Wow--I'm very impressed with myself: I signed up for three reading challenges, and I've finished two of them. Of course one of them, the Chunkster Challenge, seems to have dried up and gone away, but as of today, I'm done with the Southern Reading Challenge. I feel a bit guilty about my last selection:
To Kill a Mockingbird, by Harper Lee.
Why a cheat? Partially because I've read it before, although that's allowed with the Southern Reading Challenge. In fact, I had previously read the letters of Flannery O'Connor too. That was a longer book, though, and at times a more challenging read, whereas Mockingbird flies along in spite of its difficult subject matter.
There's not much to say about it that hasn't already been said--I think Miss T. captured the idea of reviewing this book perfectly. It's a wonderful book, the kind that describes a specific place and time so evocatively, yet has a wider application in terms of both place and time. It's a book that stands up to many years (nearly 50 since it was first published) of readers, and a book that still seems deserving of the praise and awards (Pulitzer!) it generated.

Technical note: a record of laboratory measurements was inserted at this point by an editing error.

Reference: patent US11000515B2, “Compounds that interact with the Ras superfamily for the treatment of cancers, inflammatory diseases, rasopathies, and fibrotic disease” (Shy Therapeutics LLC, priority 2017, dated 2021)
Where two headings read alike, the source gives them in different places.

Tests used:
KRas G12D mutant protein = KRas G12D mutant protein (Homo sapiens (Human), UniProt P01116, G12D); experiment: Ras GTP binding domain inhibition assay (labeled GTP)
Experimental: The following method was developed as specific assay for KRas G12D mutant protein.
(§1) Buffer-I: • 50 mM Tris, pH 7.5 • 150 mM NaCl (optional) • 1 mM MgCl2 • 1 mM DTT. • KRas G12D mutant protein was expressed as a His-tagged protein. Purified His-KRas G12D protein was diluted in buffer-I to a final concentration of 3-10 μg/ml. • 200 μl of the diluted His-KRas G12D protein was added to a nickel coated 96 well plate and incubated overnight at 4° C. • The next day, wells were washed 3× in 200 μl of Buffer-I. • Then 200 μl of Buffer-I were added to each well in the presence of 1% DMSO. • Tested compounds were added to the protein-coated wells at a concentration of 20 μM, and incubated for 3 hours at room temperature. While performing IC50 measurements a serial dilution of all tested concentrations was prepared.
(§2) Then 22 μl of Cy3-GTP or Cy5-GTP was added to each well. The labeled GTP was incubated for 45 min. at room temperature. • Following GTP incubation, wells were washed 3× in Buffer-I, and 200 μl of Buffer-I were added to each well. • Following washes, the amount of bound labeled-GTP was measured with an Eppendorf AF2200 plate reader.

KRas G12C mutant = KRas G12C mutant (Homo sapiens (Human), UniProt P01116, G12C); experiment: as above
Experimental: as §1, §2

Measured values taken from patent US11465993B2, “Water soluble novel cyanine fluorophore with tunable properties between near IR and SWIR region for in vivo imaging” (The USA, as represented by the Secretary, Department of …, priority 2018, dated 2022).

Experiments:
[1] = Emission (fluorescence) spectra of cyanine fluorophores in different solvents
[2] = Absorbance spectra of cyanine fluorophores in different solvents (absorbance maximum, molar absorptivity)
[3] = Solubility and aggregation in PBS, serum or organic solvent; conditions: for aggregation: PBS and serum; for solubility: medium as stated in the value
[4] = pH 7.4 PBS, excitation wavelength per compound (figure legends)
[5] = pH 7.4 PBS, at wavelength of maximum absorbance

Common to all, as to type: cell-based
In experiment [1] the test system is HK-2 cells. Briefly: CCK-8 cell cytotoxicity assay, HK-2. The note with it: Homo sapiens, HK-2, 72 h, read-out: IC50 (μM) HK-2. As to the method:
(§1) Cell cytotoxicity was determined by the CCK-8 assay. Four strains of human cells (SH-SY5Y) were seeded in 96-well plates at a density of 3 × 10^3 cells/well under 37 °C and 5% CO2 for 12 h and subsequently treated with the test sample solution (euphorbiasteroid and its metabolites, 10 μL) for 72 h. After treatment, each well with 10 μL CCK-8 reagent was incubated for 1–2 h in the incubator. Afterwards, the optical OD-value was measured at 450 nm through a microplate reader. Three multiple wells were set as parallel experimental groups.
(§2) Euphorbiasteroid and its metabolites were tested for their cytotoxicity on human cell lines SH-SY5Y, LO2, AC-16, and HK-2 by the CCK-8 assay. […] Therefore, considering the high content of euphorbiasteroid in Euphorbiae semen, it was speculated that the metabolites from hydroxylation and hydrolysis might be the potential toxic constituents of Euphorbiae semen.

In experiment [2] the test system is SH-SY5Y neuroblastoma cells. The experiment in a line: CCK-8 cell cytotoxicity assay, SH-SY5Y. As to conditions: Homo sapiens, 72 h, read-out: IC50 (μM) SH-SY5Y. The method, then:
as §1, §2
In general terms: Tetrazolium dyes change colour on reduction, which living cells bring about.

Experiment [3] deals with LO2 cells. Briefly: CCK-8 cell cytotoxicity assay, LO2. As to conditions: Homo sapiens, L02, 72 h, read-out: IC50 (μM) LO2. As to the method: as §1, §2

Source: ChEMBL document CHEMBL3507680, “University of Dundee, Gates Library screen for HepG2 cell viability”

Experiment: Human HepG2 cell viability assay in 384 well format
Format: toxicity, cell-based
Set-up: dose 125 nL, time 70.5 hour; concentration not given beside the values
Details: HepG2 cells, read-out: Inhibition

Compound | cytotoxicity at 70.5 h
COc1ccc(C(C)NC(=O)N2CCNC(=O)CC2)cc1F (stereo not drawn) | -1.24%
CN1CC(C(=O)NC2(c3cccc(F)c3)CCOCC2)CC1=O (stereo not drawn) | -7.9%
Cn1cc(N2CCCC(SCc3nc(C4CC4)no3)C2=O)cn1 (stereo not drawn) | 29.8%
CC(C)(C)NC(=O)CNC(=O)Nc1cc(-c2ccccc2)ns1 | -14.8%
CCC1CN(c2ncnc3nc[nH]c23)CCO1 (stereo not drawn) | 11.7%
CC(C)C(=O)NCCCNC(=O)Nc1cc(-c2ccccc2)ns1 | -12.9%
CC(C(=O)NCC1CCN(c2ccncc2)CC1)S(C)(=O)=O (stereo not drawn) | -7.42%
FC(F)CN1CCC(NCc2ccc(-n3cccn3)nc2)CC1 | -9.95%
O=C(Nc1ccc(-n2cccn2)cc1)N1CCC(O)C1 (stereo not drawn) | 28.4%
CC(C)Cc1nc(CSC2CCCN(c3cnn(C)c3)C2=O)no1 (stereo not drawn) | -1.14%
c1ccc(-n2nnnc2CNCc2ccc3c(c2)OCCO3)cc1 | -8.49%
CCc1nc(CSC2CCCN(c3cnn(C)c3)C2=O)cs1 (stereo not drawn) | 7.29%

Scout is still a wonderful child. Atticus is still a wonderful (perhaps, in my only criticism, a little too perfect) parent. The people of Maycomb County are still flawed human beings, but not always without some form of redemption. What happened to Tom Robinson is still a tragedy and a crime, and one that sadly is still not fully eradicated from our society today.
But in the long run, this book wouldn't still attract readers if it wasn't such an enjoyable read. And that's what a great book is all about, isn't it?